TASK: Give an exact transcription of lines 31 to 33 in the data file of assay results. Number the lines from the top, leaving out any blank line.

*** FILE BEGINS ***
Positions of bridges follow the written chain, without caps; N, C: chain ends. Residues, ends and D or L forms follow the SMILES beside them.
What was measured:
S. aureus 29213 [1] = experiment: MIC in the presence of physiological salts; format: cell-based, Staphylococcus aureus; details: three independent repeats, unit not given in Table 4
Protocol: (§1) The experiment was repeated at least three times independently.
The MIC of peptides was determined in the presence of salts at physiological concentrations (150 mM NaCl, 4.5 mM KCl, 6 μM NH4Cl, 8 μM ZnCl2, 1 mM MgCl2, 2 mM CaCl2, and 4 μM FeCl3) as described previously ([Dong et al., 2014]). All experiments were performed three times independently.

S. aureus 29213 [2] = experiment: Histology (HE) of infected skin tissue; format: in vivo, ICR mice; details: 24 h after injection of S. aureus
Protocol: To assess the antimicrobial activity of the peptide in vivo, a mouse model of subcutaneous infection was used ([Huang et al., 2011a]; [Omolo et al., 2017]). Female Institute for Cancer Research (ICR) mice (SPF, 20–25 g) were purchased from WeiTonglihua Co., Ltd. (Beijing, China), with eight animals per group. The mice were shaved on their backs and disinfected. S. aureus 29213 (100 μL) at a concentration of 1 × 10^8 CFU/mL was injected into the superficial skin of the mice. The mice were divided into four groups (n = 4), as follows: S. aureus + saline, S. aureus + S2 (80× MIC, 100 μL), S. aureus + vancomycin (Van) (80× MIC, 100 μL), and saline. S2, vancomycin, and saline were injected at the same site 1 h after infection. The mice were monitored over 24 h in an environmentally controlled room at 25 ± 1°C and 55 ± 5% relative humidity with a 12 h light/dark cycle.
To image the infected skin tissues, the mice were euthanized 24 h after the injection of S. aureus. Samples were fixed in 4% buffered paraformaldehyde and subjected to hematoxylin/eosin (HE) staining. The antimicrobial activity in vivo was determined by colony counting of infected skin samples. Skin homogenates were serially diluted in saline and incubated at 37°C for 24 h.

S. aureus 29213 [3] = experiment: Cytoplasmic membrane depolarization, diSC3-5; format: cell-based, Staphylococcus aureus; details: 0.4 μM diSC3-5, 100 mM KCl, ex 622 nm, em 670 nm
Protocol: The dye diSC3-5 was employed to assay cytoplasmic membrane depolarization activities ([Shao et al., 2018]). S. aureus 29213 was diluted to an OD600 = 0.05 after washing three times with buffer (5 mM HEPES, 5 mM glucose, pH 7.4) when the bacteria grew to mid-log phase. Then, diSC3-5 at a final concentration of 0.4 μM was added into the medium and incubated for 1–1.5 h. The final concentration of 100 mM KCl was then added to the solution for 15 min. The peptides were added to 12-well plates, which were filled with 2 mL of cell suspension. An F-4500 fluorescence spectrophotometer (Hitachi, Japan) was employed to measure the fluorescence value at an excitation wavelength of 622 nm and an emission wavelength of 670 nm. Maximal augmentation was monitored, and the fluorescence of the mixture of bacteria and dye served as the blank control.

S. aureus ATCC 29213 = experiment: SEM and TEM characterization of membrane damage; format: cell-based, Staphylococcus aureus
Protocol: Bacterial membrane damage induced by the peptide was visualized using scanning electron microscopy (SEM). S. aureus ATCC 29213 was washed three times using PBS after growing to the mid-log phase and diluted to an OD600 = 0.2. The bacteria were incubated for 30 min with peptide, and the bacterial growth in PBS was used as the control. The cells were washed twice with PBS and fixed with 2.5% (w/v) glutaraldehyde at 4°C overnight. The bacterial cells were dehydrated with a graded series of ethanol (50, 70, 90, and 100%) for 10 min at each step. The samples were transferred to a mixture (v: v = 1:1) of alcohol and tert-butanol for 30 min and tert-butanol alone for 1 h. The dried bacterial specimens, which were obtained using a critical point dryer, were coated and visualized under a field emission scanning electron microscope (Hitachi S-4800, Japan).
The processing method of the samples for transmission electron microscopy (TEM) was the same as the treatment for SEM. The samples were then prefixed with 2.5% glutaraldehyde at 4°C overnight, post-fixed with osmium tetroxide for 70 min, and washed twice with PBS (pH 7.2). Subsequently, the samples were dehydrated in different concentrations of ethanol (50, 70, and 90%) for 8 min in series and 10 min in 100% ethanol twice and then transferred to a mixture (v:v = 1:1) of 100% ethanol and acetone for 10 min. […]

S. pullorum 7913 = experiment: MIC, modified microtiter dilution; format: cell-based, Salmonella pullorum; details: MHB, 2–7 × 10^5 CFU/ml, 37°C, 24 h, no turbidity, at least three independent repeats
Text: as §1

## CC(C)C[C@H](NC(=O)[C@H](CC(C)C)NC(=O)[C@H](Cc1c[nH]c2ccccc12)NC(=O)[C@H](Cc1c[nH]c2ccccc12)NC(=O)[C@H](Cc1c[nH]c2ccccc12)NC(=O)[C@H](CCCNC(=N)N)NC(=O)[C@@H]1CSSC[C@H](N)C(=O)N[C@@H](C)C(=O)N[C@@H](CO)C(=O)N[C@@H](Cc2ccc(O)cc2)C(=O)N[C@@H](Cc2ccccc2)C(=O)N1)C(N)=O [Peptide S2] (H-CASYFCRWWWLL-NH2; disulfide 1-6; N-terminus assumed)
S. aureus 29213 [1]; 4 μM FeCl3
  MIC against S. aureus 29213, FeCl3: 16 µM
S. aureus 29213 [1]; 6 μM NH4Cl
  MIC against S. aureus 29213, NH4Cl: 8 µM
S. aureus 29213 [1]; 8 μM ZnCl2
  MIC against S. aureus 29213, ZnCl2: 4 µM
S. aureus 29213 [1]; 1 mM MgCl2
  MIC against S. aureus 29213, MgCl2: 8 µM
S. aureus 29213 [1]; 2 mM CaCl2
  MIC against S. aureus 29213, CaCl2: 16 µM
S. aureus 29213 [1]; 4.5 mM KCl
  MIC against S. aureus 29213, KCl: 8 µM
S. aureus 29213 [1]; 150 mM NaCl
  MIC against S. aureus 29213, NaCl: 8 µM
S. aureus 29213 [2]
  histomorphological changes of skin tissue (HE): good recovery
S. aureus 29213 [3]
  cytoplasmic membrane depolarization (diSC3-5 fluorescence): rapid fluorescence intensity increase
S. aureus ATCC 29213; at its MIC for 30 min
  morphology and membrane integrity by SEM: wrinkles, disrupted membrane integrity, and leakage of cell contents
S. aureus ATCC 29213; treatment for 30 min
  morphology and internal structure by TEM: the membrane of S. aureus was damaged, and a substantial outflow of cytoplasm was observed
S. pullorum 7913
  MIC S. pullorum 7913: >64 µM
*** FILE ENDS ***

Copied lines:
S. aureus 29213 [2]
  histomorphological changes of skin tissue (HE): good recovery
S. aureus 29213 [3]